Fresh Paint: 1975 Ford Mustang II Ghia

Cars that rolled off the production lines in the 1970s and 1980s are really beginning to come into their own within the classic car scene. This is partly because they have generally managed to remain more affordable than their older counterparts. Part of the attraction also comes from the fact that many of them were much-maligned when new. This meant that they tended to be treated as disposable goods, finding their way to the scrapyards when their owners felt that they had outlived their useful life. Barn Finder Rocco B spotted this very tidy 1975 Mustang II Ghia for us, so thank you so much for that Rocco. It is located in Chesaning, Michigan, and has been listed for sale here on Craigslist. The owner has set a sale price of $7,900 for the Mustang.

The presentation of the Mustang is very impressive. It is finished in its original shade of Silver, with the car receiving a repaint around 2-years-ago. The paint holds a nice shine, while the silver landau-style vinyl top and the Cranberry taping add a real touch of class to the vehicle. There are no signs of any appreciable dings or dents in the panels, and no indications of any rust problems. The Mustang rolls on a nice set of alloy wheels, although there is only a normal steel wheel on the front-right corner. I’m wondering whether the car has experienced a puncture, or whether that wheel is missing or damaged. Beyond that, the Ford features a factory sliding sunroof, and while I’m not the greatest fan of them, it is also fitted with a chrome luggage rack. The combination of colors and features across this particular vehicle actually marks it as something a little bit rarer than your average Ghia. The Silver paint and matching vinyl top, the red striping, and the hood ornament actually identify it as a Silver Luxury Group Mustang II. This was effectively an additional luxury package within the Ghia line. There really doesn’t appear to be a lot to fault here, with this appearing to be a classic that is ready to be driven and enjoyed.

As part of the Silver Luxury Group package, potential owners could have an interior trimmed in any color…as long as it was Cranberry. Red and brown were two shades that were strong choices for interior trim during this era, while velour was meant to add a real touch of luxury. In this case, the next owner gets the double-barrel shot of red and velour. I mean, what more could you possibly want? Seriously, the interior is actually in remarkable condition. There are a couple of cracks in the dash pad, and while these could potentially be repaired, it might be worth remembering that replacements are available for around $130. The one aspect of the interior that impresses me the most is the state of the upholstery on the seats. This always presented well when new, but could become dirty, worn, and stained, pretty quickly. This all looks really great, while the carpet would seem to need little more than for someone to break out a vacuum cleaner and give it a quick once-over. As is the case with the exterior, the next owner will have very little to do inside the vehicle.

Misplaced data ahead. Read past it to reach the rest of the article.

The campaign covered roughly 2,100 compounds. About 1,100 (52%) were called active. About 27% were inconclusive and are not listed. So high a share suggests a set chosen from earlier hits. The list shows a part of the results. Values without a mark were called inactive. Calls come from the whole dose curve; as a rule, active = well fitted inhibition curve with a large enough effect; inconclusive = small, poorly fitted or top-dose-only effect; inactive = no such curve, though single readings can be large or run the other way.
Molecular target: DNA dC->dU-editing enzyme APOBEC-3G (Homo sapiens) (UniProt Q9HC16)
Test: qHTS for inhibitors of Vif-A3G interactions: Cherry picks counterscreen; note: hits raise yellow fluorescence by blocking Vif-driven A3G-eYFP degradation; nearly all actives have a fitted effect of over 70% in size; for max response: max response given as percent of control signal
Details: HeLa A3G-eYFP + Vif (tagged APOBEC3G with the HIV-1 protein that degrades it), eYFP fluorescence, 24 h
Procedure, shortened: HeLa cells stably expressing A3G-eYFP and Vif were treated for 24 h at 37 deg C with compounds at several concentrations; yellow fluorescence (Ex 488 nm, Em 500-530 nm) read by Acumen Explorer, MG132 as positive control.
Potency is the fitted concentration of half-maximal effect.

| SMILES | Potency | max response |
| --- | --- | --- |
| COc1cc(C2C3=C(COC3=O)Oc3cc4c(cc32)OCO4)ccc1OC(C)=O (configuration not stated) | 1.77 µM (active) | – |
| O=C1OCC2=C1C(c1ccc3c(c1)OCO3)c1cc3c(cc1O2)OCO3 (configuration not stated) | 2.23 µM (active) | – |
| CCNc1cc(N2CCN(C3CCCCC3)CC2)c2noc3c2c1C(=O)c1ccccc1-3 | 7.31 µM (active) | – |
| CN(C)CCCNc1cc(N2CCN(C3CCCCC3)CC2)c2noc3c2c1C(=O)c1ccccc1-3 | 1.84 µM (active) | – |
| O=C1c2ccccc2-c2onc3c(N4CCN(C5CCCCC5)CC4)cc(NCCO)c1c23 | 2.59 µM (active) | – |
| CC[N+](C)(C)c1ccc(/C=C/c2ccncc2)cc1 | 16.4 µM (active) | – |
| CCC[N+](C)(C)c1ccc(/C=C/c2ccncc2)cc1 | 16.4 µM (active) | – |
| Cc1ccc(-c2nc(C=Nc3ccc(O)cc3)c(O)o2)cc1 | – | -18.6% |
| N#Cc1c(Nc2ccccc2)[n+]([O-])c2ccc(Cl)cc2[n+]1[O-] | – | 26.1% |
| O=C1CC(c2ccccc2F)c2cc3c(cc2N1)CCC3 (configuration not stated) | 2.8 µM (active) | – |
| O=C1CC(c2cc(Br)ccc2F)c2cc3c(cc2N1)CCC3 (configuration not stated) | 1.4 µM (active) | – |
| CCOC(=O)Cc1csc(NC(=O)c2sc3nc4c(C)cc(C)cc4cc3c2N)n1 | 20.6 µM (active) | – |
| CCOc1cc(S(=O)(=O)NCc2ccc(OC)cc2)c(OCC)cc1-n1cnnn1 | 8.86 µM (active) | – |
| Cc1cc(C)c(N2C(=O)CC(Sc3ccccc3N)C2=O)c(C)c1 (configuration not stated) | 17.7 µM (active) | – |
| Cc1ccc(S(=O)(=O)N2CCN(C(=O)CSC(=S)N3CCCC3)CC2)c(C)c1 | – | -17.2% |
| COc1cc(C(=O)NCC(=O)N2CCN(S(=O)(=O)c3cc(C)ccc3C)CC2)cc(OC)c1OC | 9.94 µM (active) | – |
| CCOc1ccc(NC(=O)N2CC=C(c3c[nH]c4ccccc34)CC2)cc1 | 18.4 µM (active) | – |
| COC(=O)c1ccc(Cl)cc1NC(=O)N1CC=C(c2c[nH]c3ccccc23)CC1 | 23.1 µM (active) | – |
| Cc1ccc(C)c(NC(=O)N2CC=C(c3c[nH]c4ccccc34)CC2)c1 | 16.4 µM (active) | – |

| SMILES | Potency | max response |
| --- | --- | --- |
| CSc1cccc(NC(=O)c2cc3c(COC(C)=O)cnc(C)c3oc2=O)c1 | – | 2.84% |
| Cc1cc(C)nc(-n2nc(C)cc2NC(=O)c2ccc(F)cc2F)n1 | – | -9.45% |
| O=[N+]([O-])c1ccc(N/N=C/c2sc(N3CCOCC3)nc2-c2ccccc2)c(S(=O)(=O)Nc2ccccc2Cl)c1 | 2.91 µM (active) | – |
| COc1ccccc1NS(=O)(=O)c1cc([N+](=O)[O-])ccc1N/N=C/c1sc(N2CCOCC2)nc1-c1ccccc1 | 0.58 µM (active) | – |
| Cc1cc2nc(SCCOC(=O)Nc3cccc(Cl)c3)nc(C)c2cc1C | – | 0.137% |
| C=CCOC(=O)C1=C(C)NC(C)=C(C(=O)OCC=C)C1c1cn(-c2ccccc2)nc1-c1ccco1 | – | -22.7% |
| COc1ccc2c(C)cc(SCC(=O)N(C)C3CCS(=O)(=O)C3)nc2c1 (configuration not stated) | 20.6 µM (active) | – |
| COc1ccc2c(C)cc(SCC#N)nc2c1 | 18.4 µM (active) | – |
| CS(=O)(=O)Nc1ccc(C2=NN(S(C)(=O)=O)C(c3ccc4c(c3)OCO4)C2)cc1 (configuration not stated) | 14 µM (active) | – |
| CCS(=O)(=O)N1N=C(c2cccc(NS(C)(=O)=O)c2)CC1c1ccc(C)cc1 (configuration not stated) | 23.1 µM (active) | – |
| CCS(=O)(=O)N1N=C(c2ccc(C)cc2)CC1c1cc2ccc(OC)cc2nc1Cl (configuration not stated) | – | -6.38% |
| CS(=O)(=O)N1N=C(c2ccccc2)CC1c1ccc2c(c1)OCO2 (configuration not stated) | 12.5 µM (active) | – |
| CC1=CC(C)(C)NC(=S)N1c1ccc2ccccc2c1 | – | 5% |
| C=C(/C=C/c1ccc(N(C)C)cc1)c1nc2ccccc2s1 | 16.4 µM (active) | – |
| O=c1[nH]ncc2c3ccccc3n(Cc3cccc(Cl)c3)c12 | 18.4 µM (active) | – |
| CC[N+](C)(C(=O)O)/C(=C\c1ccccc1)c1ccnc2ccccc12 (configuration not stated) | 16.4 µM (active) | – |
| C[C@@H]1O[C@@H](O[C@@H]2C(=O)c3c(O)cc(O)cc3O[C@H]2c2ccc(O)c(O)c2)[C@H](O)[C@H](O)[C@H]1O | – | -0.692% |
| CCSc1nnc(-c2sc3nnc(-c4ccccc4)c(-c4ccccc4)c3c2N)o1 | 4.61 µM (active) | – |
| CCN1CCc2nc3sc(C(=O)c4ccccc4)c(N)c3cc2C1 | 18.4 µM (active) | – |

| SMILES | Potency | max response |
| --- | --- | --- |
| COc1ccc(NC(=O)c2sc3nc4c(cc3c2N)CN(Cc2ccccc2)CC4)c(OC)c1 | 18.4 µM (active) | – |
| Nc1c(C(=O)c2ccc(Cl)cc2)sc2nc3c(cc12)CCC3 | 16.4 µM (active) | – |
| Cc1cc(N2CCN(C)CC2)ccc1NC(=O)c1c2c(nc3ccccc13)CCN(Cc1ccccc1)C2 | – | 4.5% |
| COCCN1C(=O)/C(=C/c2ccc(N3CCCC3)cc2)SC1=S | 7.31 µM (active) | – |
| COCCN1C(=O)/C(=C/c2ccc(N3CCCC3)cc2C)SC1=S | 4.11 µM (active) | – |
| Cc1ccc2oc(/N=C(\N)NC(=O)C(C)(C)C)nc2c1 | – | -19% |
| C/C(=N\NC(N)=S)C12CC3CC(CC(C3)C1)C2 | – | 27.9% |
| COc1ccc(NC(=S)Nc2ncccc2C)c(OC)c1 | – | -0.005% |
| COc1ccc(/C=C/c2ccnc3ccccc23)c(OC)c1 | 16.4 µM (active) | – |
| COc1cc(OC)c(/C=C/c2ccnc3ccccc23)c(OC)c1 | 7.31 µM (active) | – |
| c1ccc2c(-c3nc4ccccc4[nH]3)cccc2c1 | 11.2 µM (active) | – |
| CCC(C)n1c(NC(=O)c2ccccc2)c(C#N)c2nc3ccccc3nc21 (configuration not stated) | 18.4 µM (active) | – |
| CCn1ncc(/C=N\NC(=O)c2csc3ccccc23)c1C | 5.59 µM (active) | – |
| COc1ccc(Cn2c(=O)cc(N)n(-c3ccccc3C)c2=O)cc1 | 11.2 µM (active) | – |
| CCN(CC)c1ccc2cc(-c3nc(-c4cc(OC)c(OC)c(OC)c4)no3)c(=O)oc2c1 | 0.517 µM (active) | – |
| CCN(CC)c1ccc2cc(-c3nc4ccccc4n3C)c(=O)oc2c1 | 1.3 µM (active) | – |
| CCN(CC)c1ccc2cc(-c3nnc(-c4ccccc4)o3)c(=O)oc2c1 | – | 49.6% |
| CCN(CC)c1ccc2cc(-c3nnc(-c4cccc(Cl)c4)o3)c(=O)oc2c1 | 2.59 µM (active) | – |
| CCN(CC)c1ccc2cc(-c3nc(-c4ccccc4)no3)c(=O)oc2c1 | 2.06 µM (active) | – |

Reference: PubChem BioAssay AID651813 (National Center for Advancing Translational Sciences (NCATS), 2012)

There are no engine photos, but what would a Mustang be without a V8 under the hood? That’s what you get here, with the 302ci V8 backed by a 3-speed automatic transmission. The car also features power steering and power brakes. This brought 129hp to the table in the Mustang II and allowed it to cover the ¼ mile in 18.4 seconds. Part of the loss of performance when compared to its predecessors could be squarely blamed on tightening emission laws, but part of it lay in the fact that at 3,180lbs, the Mustang II Ghia was actually a relatively heavy car for its size. Having said that, when you compared its performance with that of its competition, the figures stack-up fairly reasonably. The owner claims that the Ford has a genuine 25,000 miles on its odometer, but doesn’t indicate whether he holds evidence to verify this. What he does say is that he has invested around $10,000 in the car, including fitting new tires. However, he doesn’t actually tell us how well the car runs or drives.